Happy Easter! Full disclosure: I’m one of those secular assholes who welcome the Easter season not for its religious significance but for the positively pagan abundance of egg-shaped chocolate. Growing up half-Jewish, I couldn’t help noticing the difference in quality between Easter candy and kosher-for-Passover candy, which consisted (and still consists) primarily of coconut-covered marshmallows and those sinister jelly fruit slices. The marshmallows weren’t bad, but they couldn’t hold a candle to malted-milk eggs and Cadbury’s Creme Eggs and Reese’s Eggs. Come to think of it, have I ever encountered an egg-shaped candy I didn’t like? There must be some deep primal significance to ovoid treats.
All this is to say that I really enjoy the symbolism of Easter, to say nothing of its color scheme. Most pastels pull out the gray undertones in my skin and make me look slightly zombified, but I still give them an ill-deserved chance every March and April. This particular Easter, I was also inspired by the Y2K-era silver-blue-lavender metallics that comprised the palette of my preteen years and seem to be making a comeback. During a recent visit to Ulta, I bought NYX’s Duo Chromatic Illuminating Powder (just call it a highlighter, guys) in Twilight Tint, a spectral white with a strong blue shift.
The highlighter comes in a round compact that feels sturdy but is infuriatingly, nail-destroyingly hard to open. Here it is in my palm for scale:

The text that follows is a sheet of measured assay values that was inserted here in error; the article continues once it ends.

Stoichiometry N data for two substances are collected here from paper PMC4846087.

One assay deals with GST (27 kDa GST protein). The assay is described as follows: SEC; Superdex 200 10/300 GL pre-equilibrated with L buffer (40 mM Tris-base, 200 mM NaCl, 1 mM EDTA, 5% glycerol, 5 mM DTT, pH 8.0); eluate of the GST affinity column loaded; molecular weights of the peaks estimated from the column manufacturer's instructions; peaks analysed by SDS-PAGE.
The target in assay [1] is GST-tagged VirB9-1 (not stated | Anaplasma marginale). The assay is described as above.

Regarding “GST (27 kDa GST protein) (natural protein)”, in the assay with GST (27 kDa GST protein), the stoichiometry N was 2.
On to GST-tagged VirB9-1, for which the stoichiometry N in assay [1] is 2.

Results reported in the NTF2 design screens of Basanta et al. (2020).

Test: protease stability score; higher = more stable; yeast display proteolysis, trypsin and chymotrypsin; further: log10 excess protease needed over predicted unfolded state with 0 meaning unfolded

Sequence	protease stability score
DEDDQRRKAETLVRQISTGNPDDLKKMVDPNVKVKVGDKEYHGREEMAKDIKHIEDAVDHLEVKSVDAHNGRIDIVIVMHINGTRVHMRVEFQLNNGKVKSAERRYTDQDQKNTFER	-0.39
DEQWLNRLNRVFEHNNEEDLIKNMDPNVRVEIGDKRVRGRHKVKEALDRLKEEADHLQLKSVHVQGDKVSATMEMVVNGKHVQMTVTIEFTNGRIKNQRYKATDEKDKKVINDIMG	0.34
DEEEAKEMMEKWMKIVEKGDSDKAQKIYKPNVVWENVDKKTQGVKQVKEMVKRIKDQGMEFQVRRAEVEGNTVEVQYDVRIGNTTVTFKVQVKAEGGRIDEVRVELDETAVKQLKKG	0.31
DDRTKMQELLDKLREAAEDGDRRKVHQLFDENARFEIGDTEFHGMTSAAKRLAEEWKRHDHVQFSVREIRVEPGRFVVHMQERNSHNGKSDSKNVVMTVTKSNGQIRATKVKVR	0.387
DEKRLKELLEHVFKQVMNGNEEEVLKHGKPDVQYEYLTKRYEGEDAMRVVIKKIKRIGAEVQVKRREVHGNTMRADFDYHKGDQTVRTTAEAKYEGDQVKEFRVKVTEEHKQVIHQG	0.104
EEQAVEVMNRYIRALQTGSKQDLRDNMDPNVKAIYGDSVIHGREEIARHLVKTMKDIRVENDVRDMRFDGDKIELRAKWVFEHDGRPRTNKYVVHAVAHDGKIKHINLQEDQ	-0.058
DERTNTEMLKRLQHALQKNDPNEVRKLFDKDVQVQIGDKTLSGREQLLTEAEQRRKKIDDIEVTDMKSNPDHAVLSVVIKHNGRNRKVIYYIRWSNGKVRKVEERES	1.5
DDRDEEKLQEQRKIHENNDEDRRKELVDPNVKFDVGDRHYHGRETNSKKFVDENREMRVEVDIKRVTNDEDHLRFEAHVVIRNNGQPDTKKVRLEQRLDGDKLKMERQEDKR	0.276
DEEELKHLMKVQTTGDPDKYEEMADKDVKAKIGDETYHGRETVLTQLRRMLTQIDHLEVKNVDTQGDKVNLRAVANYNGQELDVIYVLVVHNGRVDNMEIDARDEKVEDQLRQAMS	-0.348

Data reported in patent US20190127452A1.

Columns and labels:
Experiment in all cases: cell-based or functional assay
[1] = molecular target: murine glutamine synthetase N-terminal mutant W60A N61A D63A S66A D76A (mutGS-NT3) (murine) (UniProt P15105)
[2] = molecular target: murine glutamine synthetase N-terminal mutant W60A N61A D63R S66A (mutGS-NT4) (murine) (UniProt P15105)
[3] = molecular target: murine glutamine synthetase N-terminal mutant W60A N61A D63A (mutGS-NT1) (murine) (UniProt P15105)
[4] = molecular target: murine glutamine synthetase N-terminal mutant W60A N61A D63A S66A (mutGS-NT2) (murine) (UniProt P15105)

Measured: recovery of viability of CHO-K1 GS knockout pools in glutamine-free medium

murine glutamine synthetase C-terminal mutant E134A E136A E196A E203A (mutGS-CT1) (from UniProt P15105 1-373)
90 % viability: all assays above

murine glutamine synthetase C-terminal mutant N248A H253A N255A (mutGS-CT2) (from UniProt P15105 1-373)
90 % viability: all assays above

All my highlighters, L-R: ColourPop Lunch Money, ColourPop Monster, Twilight Tint, Topshop Otherworldly.
Twilight Tint is my fourth highlighter but my first powder highlighter, and the learning curve has been steeper than I expected. The NYX formula is quite dry, and swirling a brush in the pan (I use an e.l.f. stippling brush) kicks up a fair amount of powder. (You can see some stray powder on the pan’s black rim in the photo above.) Initially, the dryness fooled me into thinking the highlighter wouldn’t be very pigmented, and the light color made it hard to see how much I was applying, and you can imagine what happened next: I ended up with a glowy blue face that wouldn’t have been out of place in TLC’s “No Scrubs” video.
|See, if you can’t spatially expand my horizons, then that leaves you in a class with scrubs.|
Like most highlighters, Twilight Tint is best appreciated in motion, but here’s an attempt at capturing it in a photo. I prefer an understated highlight, but the pigment can be built up (or, I assume, layered over a cream formula) for something more vibrant.
For today’s look, which I call “Cyborg Easter Bunny,” I paired Twilight Tint with a very similar eyeshadow: Topshop Mono Eyeshadow in Holograph, which has both blue and pink shifts. Since I didn’t want to go full metallic, I grounded the look with NARS blush in Threesome and Bite Amuse Bouche Lipstick in Lavender Jam. (I’m using a very liberal definition of “grounded,” of course.) I was disappointed in Threesome’s pigmentation when I first reviewed it, but I’ve been wearing it constantly since then. Go figure.
|L-R: Holograph, Twilight Tint, Threesome, Lavender Jam.|
Using a tip from Michelle, I left most of my lid bare, patting Holograph onto the upper and lower inner corners over Urban Decay Primer Potion. I also lined my upper lashlines with Urban Decay Demolition liner.
And here’s the full look:
The light is really bright today, so I look a bit washed-out; sorry about that. My nail polish is Illamasqua Speckle.
I also tried applying a thin layer of Twilight Tint over Lavender Jam for a metallic effect, but it produced only a light shimmer:
I feel a tiny bit crazy in all this lavender and duochrome, but if I can’t go full-on shimmery pastel today, when can I? Speaking of which, tell me I’m not the only one who’s a little obsessed with Instagram’s Easter stickers.